This would be my first visit to St. John the Divine and I planned to spend the entire day absorbing life "in cathedral" here. I took two tours and attended the daily noontime Eucharist, but, mindful of Wilbur's Waterworks, I was equally interested in exploring the surrounding neighborhood. Like Canterbury and its cathedral, St. John and the neighborhood of Morningside Heights grew up together, the development of both dating from the late nineteenth century. For some time the neighborhood was referred to as Cathedral Heights. Still today, West 110th Street, and the subway stop along it, is known as Cathedral Parkway.
Just outside the doors of the cathedral—its modern-day precincts—are Mt. Sinai St. Luke's hospital and emergency room, the Engine 47 fire company, a convalescent home, and an assortment of apartment buildings, restaurants, and cafés. In the surrounding blocks, students from nearby Columbia University hustled off to class. Homeless people with shopping carts stuffed with bags sat at the entrance to Morningside Park. During my tour of the neighborhood, I would walk past a small neighborhood street fair, a farmers' market, and softball games in the park—people and places that all fell "in cathedral."
The stories I heard on my tours inside the cathedral—stories of its history, art, and architecture—continually pointed outside the cathedral to the city. There were stories of local artists and work they had done not just in the cathedral but also throughout the city, such as the famed Guastavino tiles that also adorn the Oyster Bar at Grand Central Station, public bath houses, and subway stations. With my companions on the cathedral tour, I learned that the crypt below the nave of the great cathedral was home to, of all things, a basketball court where children from the cathedral school played and where meals for the homeless were served. We heard how in the 1970s and 1980s young adults from the neighborhood were trained in cathedral construction and helped to build the cathedral for a time. What I learned from our tour guides at St. John the Divine was that the story of a cathedral, any cathedral, cannot properly be told without telling the story of the neighborhood and city that surrounds it.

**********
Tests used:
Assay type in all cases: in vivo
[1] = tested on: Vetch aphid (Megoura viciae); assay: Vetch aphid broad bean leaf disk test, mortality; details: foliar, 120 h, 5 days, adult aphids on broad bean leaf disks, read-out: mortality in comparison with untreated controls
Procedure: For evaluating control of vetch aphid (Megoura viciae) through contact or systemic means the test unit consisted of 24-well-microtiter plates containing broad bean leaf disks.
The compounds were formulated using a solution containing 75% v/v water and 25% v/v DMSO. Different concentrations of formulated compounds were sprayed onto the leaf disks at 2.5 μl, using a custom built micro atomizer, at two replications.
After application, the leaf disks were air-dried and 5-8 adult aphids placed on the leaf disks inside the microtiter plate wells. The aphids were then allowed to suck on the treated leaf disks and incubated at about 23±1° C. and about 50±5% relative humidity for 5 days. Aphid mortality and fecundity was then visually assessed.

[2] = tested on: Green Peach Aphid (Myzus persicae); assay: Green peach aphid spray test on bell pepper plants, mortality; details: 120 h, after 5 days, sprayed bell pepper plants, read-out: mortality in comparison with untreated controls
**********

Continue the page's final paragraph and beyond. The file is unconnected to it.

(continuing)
Excerpted from The Digital Cathedral by Keith Anderson. Copyright © 2015 Keith Anderson. Excerpted by permission of Church Publishing Incorporated.
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Table of Contents
FOREWORD: PILGRIMS TO THE DIGITAL CATHEDRAL,
INTRODUCTION: CONSTRUCTING A DIGITAL CATHEDRAL,
1 CANTERBURY CATHEDRAL C. 1167,
2 MAKE YOUR NEIGHBORHOOD YOUR CATHEDRAL,
3 SHIFTING FROM NEWTON TO NETWORKS,
4 PRACTICING RELATIONAL MINISTRY,
5 EXERCISING INCARNATIONAL IMAGINATION,
6 EVERYDAY SACRED: LOCATING GOD IN DAILY LIFE,
7 NAMING IT HOLY: COMMON GROUND FOR NONES AND THE AFFILIATED,
8 GOD ON TAP: AT THE INTERSECTION OF LIFE AND FAITH,
9 THEOLOGY WITHOUT A NET: CONVERSATION AT THE CORE,
10 FAITH FORMATION: VISUAL, IMMERSIVE, AND EXPERIENTIAL,
11 EVANGELISM: SHARING THE GOSPEL FOR THE SAKE OF THE GOSPEL,
12 A DIGITAL RULE OF LIFE,
CONCLUSION: A TRANSITIONAL CATHEDRAL,